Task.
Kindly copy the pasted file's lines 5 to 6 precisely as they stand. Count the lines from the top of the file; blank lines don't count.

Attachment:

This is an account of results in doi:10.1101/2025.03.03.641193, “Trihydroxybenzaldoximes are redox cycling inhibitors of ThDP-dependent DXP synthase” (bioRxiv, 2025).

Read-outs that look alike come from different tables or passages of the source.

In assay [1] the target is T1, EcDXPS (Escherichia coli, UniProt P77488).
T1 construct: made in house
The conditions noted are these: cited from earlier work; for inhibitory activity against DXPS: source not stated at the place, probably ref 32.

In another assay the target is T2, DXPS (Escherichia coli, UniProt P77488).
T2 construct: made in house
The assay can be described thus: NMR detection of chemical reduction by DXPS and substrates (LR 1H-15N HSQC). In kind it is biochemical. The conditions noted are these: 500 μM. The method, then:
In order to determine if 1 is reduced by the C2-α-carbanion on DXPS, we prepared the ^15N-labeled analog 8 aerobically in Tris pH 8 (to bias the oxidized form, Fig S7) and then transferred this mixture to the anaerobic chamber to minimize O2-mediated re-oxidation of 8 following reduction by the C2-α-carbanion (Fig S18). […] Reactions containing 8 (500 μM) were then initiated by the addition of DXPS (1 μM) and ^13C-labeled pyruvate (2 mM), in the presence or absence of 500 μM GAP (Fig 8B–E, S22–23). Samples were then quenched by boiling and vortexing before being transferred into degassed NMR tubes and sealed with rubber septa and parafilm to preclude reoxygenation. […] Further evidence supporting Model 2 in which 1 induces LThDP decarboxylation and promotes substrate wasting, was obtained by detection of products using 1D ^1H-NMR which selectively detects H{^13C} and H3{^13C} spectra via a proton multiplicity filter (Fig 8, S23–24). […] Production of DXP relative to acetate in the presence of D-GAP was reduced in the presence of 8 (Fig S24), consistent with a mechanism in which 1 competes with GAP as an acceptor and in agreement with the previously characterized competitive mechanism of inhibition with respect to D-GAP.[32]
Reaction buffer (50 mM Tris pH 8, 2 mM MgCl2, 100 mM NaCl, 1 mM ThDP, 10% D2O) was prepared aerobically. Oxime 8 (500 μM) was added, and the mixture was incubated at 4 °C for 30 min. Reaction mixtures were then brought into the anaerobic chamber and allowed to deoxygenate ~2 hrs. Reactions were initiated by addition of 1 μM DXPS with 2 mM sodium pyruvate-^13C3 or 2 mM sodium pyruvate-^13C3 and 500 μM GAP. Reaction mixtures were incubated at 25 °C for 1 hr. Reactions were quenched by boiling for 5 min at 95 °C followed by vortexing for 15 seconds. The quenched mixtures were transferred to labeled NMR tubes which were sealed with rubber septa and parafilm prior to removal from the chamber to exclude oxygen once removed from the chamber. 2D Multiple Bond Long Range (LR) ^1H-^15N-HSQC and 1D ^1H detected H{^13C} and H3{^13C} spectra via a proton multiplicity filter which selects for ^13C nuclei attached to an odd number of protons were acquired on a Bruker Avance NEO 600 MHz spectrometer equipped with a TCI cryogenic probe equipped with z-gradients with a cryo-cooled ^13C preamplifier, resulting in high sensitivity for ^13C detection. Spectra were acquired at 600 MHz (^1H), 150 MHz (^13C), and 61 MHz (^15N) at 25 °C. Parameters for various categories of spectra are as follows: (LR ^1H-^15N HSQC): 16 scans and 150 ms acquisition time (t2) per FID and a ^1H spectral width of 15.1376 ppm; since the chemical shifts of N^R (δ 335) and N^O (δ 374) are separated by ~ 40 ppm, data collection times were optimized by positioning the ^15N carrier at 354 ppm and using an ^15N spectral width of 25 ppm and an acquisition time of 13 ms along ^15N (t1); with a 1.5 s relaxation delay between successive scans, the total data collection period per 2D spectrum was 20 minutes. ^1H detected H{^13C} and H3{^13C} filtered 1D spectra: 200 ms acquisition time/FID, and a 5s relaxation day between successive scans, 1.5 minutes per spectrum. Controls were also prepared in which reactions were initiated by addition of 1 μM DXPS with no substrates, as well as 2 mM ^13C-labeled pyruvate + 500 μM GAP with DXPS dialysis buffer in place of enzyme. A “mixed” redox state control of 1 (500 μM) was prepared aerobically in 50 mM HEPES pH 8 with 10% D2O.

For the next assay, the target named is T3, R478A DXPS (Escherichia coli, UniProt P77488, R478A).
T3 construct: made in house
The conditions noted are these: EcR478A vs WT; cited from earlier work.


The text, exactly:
The conditions noted are these: cited from earlier work; for inhibitory activity against DXPS: source not stated at the place, probably ref 32.

In another assay the target is T2, DXPS (Escherichia coli, UniProt P77488).